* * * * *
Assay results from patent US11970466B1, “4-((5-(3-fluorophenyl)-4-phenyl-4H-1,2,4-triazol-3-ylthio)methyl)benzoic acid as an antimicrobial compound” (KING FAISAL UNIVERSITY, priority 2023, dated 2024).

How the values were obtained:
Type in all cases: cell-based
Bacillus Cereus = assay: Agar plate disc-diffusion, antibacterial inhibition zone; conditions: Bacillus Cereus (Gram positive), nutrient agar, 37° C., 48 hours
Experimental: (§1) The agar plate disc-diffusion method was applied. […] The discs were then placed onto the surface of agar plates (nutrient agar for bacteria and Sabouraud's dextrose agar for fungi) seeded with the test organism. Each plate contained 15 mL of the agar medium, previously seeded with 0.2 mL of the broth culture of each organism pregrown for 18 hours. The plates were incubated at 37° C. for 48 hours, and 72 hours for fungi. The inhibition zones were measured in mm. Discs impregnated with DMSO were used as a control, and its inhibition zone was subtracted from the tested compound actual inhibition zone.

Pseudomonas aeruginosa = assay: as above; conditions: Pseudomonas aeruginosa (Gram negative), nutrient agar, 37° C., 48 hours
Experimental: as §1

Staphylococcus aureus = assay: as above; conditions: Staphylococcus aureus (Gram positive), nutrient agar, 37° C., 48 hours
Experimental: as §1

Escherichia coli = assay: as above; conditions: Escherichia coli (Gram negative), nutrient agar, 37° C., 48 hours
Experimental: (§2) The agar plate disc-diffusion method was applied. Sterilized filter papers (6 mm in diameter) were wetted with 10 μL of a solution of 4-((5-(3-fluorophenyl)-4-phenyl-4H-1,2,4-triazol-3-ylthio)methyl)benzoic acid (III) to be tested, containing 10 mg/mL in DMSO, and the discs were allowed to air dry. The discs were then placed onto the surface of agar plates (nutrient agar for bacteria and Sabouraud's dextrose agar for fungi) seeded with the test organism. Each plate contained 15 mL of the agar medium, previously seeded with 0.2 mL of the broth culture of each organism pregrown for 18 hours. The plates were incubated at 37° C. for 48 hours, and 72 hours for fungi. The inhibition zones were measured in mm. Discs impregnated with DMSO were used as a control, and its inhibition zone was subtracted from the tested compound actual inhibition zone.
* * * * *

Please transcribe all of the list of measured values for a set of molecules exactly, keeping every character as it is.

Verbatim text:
Assay results from patent US11970466B1, “4-((5-(3-fluorophenyl)-4-phenyl-4H-1,2,4-triazol-3-ylthio)methyl)benzoic acid as an antimicrobial compound” (KING FAISAL UNIVERSITY, priority 2023, dated 2024).

How the values were obtained:
Type in all cases: cell-based
Bacillus Cereus = assay: Agar plate disc-diffusion, antibacterial inhibition zone; conditions: Bacillus Cereus (Gram positive), nutrient agar, 37° C., 48 hours
Experimental: (§1) The agar plate disc-diffusion method was applied. […] The discs were then placed onto the surface of agar plates (nutrient agar for bacteria and Sabouraud's dextrose agar for fungi) seeded with the test organism. Each plate contained 15 mL of the agar medium, previously seeded with 0.2 mL of the broth culture of each organism pregrown for 18 hours. The plates were incubated at 37° C. for 48 hours, and 72 hours for fungi. The inhibition zones were measured in mm. Discs impregnated with DMSO were used as a control, and its inhibition zone was subtracted from the tested compound actual inhibition zone.

Pseudomonas aeruginosa = assay: as above; conditions: Pseudomonas aeruginosa (Gram negative), nutrient agar, 37° C., 48 hours
Experimental: as §1

Staphylococcus aureus = assay: as above; conditions: Staphylococcus aureus (Gram positive), nutrient agar, 37° C., 48 hours
Experimental: as §1

Escherichia coli = assay: as above; conditions: Escherichia coli (Gram negative), nutrient agar, 37° C., 48 hours
Experimental: (§2) The agar plate disc-diffusion method was applied. Sterilized filter papers (6 mm in diameter) were wetted with 10 μL of a solution of 4-((5-(3-fluorophenyl)-4-phenyl-4H-1,2,4-triazol-3-ylthio)methyl)benzoic acid (III) to be tested, containing 10 mg/mL in DMSO, and the discs were allowed to air dry. The discs were then placed onto the surface of agar plates (nutrient agar for bacteria and Sabouraud's dextrose agar for fungi) seeded with the test organism. Each plate contained 15 mL of the agar medium, previously seeded with 0.2 mL of the broth culture of each organism pregrown for 18 hours. The plates were incubated at 37° C. for 48 hours, and 72 hours for fungi. The inhibition zones were measured in mm. Discs impregnated with DMSO were used as a control, and its inhibition zone was subtracted from the tested compound actual inhibition zone.